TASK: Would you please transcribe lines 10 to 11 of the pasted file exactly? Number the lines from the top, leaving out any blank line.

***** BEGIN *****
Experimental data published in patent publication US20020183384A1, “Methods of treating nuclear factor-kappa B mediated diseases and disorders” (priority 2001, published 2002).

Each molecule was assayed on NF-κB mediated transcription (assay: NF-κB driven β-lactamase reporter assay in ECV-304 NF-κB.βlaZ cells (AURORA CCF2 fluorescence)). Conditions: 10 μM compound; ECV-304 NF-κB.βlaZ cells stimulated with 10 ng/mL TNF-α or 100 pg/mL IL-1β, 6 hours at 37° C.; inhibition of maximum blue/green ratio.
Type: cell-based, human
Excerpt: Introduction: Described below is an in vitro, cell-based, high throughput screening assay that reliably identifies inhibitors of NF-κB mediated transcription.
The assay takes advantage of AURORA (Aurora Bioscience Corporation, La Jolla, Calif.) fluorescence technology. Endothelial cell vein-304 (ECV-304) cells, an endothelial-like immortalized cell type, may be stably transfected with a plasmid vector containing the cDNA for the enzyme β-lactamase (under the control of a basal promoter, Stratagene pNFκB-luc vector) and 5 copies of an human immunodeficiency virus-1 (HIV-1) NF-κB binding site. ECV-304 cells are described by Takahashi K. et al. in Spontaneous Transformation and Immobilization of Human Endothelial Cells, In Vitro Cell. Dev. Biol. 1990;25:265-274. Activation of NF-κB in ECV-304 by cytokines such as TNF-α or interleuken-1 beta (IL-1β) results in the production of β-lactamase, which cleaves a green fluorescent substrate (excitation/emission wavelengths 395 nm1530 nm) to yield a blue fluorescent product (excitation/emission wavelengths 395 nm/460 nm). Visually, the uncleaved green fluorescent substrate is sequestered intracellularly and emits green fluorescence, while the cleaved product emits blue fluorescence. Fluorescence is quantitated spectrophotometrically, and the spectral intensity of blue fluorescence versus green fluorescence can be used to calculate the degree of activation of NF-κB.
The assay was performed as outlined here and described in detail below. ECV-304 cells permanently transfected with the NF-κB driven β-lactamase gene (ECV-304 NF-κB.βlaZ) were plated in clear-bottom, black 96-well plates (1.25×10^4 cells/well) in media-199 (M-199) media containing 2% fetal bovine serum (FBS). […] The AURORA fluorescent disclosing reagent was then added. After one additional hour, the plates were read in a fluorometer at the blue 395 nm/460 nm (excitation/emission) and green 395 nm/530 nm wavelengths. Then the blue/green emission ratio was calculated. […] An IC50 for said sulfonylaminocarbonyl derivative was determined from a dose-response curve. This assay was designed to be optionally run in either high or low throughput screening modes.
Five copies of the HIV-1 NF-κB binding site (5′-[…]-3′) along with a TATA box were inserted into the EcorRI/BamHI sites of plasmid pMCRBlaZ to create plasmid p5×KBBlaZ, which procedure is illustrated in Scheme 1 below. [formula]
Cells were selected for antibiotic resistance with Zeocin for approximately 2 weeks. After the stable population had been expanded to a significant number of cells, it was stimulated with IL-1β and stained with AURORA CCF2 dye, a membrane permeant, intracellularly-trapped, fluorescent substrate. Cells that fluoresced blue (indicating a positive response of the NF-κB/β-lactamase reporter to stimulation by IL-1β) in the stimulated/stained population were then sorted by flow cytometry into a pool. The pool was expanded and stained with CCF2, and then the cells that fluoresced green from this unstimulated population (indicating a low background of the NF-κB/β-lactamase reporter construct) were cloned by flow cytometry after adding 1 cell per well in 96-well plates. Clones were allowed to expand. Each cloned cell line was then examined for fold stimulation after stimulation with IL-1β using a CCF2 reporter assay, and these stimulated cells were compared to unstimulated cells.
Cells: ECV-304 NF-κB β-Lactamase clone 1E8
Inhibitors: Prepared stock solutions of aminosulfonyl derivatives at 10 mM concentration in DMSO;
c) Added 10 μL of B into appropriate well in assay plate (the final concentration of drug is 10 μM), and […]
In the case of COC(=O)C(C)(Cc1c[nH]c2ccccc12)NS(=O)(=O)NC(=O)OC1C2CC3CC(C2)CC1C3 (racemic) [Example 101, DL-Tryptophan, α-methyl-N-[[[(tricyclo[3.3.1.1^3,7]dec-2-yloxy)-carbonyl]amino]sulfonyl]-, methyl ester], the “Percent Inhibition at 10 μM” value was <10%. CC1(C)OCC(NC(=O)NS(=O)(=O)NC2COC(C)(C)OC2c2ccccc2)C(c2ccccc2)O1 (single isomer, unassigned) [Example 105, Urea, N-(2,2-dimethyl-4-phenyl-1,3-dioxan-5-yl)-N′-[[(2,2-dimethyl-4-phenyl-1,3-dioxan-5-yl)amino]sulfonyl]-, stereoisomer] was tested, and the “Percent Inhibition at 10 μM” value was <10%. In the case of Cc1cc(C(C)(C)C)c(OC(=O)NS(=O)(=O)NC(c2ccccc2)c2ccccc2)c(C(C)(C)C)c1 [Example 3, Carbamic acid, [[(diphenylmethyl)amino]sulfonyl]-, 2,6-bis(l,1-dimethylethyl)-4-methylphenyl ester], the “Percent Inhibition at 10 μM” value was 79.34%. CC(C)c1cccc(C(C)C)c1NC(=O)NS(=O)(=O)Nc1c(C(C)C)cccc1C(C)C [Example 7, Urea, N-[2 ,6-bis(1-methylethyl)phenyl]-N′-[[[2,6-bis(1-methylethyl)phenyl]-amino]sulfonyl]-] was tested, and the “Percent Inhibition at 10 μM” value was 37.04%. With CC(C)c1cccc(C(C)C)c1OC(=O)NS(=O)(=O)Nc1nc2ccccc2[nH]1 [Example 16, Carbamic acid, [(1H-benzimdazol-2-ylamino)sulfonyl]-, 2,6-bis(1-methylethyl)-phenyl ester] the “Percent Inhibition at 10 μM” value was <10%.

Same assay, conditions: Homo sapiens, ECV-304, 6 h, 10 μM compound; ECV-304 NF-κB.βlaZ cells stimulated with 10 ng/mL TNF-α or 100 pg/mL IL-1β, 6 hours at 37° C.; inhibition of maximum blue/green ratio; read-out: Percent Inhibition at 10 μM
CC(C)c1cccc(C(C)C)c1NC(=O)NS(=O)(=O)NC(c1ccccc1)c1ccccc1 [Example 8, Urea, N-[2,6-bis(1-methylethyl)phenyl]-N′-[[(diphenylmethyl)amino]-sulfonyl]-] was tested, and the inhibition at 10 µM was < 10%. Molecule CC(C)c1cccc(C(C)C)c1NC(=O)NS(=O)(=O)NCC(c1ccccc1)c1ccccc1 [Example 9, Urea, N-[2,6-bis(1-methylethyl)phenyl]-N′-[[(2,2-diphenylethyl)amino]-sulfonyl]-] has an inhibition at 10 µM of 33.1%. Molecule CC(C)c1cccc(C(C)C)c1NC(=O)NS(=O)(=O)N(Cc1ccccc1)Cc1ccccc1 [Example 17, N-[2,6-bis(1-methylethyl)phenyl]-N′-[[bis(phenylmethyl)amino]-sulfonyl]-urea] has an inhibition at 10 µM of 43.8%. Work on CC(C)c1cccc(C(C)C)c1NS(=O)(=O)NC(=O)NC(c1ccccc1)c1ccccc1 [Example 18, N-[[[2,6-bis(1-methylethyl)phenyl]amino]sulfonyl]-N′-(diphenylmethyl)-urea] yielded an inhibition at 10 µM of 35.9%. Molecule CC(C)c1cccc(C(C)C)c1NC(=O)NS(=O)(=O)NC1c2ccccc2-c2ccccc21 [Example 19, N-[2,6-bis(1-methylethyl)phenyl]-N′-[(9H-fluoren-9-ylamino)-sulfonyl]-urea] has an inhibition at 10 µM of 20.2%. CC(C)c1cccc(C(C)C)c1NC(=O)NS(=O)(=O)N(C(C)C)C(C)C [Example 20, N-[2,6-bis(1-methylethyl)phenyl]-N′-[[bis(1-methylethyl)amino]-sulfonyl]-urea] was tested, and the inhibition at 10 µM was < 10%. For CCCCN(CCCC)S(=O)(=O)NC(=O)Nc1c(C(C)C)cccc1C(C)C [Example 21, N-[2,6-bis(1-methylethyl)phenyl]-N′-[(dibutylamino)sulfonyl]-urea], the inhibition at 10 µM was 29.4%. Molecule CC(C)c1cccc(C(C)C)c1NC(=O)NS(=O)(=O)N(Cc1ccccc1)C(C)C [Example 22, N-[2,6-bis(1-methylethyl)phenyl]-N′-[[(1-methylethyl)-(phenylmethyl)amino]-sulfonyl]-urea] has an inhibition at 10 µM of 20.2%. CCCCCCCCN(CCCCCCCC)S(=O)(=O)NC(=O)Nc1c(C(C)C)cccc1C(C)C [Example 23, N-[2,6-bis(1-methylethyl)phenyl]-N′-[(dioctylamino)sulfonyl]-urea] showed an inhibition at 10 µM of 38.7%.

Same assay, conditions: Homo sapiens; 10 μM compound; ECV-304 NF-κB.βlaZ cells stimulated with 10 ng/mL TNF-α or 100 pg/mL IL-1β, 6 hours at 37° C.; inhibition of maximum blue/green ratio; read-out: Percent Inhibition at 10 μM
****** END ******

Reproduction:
Inhibitors: Prepared stock solutions of aminosulfonyl derivatives at 10 mM concentration in DMSO;
c) Added 10 μL of B into appropriate well in assay plate (the final concentration of drug is 10 μM), and […]